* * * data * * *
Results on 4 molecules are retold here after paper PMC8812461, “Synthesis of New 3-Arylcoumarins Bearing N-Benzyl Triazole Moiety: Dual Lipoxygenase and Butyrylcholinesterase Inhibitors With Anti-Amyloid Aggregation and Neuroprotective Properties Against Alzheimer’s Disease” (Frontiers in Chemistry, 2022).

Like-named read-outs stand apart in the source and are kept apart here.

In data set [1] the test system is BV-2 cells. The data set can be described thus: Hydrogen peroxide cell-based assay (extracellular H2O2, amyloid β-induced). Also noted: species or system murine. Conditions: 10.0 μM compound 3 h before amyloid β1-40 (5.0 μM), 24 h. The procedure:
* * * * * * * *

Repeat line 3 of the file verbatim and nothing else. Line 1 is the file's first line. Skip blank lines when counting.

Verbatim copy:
In data set [1] the test system is BV-2 cells. The data set can be described thus: Hydrogen peroxide cell-based assay (extracellular H2O2, amyloid β-induced). Also noted: species or system murine. Conditions: 10.0 μM compound 3 h before amyloid β1-40 (5.0 μM), 24 h. The procedure: